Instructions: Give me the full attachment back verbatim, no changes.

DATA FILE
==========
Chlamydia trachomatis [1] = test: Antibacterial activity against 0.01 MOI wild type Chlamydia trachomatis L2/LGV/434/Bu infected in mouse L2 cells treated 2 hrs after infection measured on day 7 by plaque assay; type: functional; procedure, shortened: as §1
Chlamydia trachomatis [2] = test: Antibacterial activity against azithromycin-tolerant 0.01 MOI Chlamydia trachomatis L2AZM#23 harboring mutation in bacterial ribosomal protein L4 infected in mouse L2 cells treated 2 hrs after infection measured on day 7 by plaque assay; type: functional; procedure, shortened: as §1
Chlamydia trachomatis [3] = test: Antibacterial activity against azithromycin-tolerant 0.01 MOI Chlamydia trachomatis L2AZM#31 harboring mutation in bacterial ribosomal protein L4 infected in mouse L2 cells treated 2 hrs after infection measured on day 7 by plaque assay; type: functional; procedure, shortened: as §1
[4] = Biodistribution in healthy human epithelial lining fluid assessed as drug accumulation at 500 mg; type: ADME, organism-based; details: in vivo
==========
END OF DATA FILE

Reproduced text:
Chlamydia trachomatis [1] = test: Antibacterial activity against 0.01 MOI wild type Chlamydia trachomatis L2/LGV/434/Bu infected in mouse L2 cells treated 2 hrs after infection measured on day 7 by plaque assay; type: functional; procedure, shortened: as §1
Chlamydia trachomatis [2] = test: Antibacterial activity against azithromycin-tolerant 0.01 MOI Chlamydia trachomatis L2AZM#23 harboring mutation in bacterial ribosomal protein L4 infected in mouse L2 cells treated 2 hrs after infection measured on day 7 by plaque assay; type: functional; procedure, shortened: as §1
Chlamydia trachomatis [3] = test: Antibacterial activity against azithromycin-tolerant 0.01 MOI Chlamydia trachomatis L2AZM#31 harboring mutation in bacterial ribosomal protein L4 infected in mouse L2 cells treated 2 hrs after infection measured on day 7 by plaque assay; type: functional; procedure, shortened: as §1
[4] = Biodistribution in healthy human epithelial lining fluid assessed as drug accumulation at 500 mg; type: ADME, organism-based; details: in vivo